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What is a container?

It is a simple question without a simple answer. Search the internet for this question and you’ll find an endless stream of blog posts explaining how containers differ from virtual machines. That’s great, but that doesn’t answer my question. What is a container? Does anybody really understand what is happening on their server what they podman run?

afraid to ask andy

By the end of this workshop, you will feel confident answering this question and explaining it to your peers.

So really…​ What is it?

A container is a sandboxed runtime environment that exists on a Linux system. The sandbox is constructed using utilities that exist in the Linux Kernel. Applications running in this sandbox share a Kernel with their host, but certain parts of the Kernel that store machine state are abstracted through namespaces. Namespaces allow the isolated environment to have a different state than the host even though they are sharing a Kernel.

The contents of the filesystem are typically provided by an image file and the environment exists as a chroot process in the filesystem.

The network stack inside the container is constructed with the Linux network stack primitives to share a connection with the host without worrying about conflicting port numbers.

Ideally, the software that is run in this sandbox should not recognize it is in a sandbox. The software should run just as it would run natively on a host. A container should not change how the software interfaces with the system.

container stack

In Figure 2 above, the sandboxed container environment can be seen as the blue box. The orange boxes are the Kernel Namespaces and they are as follows:

cgroups allow limits to be placed on a process and its children. Primarily, these are used for limiting CPU and RAM usage. We won’t dive deep into cgroups as they are technically optional for containers. However, you will be using them in production.

PID and IPC Namespaces
The PID namespace allows a process and its children to run in a new process tree that maps back to the host process tree. The new PID namespace starts with PID 1 which will map to a much higher PID in the host’s native PID namespace. The Inter-Process Communication (IPC) Namespace limits the processes ability to share memory.

Network and UTS Namespaces
The Network Namespace allows a new network stack to exist in the sandbox. This means our sandboxed environment can have its own network interfaces, routing tables, DNS lookup servers, IP addresses, subnets…​ you name it! The Unix Time Sharing (UTS) Namespace exists solely for storing the system’s hostname. Seriously. A whole namespace to store one string. This namespace has a long history and has changed quite a bit along the way. It exists the way it is for historical reasons.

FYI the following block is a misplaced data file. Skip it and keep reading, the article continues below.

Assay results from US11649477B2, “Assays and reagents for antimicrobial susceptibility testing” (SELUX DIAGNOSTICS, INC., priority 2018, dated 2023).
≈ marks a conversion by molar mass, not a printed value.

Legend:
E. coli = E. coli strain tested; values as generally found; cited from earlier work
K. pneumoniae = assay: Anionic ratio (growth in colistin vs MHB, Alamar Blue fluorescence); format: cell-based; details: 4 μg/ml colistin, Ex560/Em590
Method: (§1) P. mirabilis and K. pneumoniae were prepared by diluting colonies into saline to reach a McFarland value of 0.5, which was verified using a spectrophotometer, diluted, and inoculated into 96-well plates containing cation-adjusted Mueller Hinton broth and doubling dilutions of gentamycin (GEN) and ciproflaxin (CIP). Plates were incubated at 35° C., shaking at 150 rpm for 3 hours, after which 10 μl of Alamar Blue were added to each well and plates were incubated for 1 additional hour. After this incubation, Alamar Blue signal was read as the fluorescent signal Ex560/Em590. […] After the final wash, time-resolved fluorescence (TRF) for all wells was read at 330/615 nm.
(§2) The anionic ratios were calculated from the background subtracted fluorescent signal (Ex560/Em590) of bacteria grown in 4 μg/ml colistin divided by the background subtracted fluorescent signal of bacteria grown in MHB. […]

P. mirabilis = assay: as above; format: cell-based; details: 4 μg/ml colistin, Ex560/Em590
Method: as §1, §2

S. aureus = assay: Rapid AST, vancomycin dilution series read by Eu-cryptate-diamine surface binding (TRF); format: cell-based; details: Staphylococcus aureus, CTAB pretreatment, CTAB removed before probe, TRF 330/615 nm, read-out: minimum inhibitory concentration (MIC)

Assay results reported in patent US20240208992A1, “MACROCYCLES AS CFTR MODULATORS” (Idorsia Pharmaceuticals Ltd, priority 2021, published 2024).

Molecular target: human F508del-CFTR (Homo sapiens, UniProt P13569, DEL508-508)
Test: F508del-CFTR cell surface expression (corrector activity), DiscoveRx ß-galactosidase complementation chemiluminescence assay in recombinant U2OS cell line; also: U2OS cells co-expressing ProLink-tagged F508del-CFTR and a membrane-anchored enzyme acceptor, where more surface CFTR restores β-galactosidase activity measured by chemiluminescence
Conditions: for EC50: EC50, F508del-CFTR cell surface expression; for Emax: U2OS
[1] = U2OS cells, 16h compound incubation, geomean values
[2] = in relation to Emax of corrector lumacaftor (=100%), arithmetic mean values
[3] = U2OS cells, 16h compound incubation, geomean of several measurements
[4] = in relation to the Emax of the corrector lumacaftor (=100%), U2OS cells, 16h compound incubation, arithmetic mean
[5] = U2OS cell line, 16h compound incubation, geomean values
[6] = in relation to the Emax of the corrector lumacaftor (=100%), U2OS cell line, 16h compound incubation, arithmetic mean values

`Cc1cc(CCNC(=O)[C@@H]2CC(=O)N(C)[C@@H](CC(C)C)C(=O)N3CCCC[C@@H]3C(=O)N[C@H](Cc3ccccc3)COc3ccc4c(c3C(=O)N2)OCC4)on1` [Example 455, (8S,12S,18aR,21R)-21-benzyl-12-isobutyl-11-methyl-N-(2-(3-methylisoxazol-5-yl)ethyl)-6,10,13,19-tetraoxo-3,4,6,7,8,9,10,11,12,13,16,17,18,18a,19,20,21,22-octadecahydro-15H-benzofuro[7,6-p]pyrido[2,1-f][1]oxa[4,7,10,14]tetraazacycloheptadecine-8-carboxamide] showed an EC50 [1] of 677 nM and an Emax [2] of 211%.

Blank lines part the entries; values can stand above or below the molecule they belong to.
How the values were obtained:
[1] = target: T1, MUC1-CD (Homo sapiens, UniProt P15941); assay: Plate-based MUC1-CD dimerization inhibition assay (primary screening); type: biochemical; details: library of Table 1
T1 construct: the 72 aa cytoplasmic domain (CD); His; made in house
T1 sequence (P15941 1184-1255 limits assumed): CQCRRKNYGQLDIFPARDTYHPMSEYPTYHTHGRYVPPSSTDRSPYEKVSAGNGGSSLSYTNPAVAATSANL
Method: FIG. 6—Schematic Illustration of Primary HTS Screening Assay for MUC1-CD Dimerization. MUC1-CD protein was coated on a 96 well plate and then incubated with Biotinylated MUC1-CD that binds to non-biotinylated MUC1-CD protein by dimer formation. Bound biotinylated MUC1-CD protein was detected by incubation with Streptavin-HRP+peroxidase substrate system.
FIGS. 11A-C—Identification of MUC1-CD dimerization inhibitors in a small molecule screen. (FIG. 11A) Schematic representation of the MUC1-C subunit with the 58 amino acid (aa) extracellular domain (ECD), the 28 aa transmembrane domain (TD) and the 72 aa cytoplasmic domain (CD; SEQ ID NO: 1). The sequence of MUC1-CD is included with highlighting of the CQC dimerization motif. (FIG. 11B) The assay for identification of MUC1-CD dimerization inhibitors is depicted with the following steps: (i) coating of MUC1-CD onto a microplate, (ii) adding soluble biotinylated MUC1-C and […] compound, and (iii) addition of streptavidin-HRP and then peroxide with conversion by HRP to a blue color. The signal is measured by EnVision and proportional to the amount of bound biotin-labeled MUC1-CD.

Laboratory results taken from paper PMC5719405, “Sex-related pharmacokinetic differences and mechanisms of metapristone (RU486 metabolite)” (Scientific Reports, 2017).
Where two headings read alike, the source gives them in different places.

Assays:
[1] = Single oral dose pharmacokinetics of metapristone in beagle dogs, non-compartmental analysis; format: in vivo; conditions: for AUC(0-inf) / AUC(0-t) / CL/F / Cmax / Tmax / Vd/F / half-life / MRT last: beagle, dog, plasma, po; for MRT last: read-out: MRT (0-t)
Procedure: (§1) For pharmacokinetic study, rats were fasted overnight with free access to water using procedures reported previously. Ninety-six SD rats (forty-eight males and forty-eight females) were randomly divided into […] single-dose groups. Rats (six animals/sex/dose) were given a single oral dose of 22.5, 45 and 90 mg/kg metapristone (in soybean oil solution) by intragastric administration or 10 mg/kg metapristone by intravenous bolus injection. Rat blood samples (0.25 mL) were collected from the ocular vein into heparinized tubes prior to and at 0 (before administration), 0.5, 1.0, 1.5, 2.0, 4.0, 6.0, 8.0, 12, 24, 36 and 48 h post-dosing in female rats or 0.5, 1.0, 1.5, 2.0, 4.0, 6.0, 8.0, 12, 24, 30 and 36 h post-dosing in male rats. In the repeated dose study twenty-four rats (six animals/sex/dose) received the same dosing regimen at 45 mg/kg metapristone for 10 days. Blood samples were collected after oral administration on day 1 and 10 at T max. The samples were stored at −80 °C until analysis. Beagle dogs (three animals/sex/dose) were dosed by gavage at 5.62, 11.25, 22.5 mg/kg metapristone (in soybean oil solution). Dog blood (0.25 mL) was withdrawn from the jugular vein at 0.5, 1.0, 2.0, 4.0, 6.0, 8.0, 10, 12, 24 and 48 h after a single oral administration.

Mount Namespace
The Mount Namespace is the part of the Kernel that stores the mount table. When our sandboxed environment runs in a new Mount Namespace, it can mount filesystems not present on the host. This is very important, as you’ll see.

User Namespace
The User Namespaces allow our sandboxed environment to have its own set of user and group IDs that will map to very high, unique, user and group IDs back on the host system. They also allow the root user in the sandbox to be mapped to another user on the host.

The seccomp utility, while not actually a namespace, acts as a filter for Kernel calls. This allows us to drop Kernel capabilities in our sandboxed environment. For example, we could drop the CAP_NET_RAW kernel capability and processes in our sandbox will not be able to ping. Utilizing seccomp is also not strictly vital to containers and will not be discussed in further detail in this workshop.

Next, in Figure 2, we see that an application and its dependencies come from an image file. The contents of this image file are duplicated into our sandbox as the root filesystem using OverlayFS and chroot. Technically speaking, there are many strategies for mounting the root filesystem in the container, but OverlayFS is quite common and is what we will explore in this workshop.

Setup for Containers the Hard Way

To work through this workshop, you will need access to a RHEL 8 machine. Don’t worry, though, we have one prepared for you.

Note: Your instructor may have different directions for connecting the workshop environment.

In this lab, we will use the RHEL 8 Lab Environments on: [][1]. This site has a handful of great RHEL 8 scenarios. We won’t be running through and of them today, but check them out sometime. Navigate to the RHEL 8 labs, and start the Deploying Containers Using Podman scenario by clicked Start Scenario and then Start Scenario again.

This will open a screen with lab instructions on the left and terminals on the right. You can minimize the provided directions, we won’t be using them today. On the right, note that you have access to two terminals. You can open another tab with the + button.

Conventions Used in this Workshop

When something written is a command that you should type, it is separated in a code block, like this:

echo "hello, world!"

And the output will be shown in a block, like this:

hello, world!

End Result

At this point, you should have logged into your node. If you haven’t, let us know so we can help.

Workshop Details

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